ITC 349 • DANTE - W
2:00 PM-3:30 PM
The Divine Comedy offers a remarkable panorama of the late Middle Ages through one man's poetic vision of the afterlife. However, we continue to read and study the poem not only to learn about the thought and culture of medieval and early modern Europe but also because many of the issues confronting Dante and his age are no less important to individuals and societies today. Personal and civic responsibilities, governmental accountability, church-state relations, economics and social justice, the tenuous balance between freedom of expression and censorship--these are some of the themes that will frame our discussion of the Divine Comedy. Although you will read the poem in English, a bilingual edition will enable you to study and learn famous lines in the original Italian. The course is taught in English. Danteworlds (http://danteworlds.laits.utexas.edu/): You are expected to use this multimedia website, created specifically for the course, to prepare for class and review for quizzes.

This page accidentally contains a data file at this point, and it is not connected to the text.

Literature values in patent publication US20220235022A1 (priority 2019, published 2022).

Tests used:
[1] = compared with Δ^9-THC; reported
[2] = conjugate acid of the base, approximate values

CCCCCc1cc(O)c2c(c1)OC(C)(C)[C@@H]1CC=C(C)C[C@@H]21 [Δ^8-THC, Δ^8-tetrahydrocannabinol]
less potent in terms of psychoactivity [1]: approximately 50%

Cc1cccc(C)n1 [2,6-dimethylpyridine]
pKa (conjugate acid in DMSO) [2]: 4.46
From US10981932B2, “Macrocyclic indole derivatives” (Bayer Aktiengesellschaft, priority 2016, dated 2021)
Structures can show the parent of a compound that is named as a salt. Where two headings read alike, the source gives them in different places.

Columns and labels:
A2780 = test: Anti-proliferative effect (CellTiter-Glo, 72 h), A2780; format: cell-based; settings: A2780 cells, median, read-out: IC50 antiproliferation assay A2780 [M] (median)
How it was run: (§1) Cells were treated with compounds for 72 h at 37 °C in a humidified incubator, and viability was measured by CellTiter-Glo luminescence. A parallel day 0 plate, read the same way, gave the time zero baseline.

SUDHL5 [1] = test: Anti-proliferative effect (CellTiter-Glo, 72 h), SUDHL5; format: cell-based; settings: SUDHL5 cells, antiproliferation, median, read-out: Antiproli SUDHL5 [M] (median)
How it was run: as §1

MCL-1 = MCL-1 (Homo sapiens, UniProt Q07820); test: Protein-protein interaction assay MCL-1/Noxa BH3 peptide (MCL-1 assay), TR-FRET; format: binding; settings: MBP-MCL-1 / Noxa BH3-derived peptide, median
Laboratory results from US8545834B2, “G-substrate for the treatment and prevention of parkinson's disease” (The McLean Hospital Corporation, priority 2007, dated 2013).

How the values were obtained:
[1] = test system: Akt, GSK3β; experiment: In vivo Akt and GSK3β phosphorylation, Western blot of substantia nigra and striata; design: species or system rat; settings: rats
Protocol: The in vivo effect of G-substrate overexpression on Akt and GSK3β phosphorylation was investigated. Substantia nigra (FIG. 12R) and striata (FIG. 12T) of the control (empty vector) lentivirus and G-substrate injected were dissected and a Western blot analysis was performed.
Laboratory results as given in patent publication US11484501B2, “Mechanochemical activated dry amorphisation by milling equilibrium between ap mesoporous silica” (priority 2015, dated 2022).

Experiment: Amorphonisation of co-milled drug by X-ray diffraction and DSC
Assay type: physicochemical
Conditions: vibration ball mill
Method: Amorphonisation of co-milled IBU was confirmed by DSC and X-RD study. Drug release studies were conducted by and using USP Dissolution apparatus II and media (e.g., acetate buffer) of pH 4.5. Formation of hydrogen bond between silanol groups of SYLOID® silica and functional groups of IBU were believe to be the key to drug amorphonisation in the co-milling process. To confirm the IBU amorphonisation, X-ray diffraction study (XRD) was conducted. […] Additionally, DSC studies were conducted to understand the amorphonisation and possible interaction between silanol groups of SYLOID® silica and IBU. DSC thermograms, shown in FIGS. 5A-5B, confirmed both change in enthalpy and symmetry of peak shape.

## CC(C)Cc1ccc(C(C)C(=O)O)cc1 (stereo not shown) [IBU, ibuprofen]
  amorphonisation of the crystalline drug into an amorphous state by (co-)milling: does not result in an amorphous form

Three 6-page essays (50%) and five in-class quizzes (25%) will determine 75% of your final grade. Regular attendance and informed participation in class discussions will account for the remaining 25% of your grade (no student who misses more than 6 classes [three weeks] for any reason can complete the course with a passing grade). Final Exam: No
Required: Inferno, Purgatorio, and Paradiso (Trans. Allen Mandelbaum) Vita Nuova (Trans. Barbara Reynolds) On Reserve (PCL): A New Life of Dante (Bemrose) Foundation Sacrifice in Dante's "Commedia" (Quinones) The Undivine "Comedy" (Barolini) The Cambridge Companion to Dante (Jacoff, ed.) Dante: The Poetics of Conversion (Freccero) Divine Dialectic (Raffa)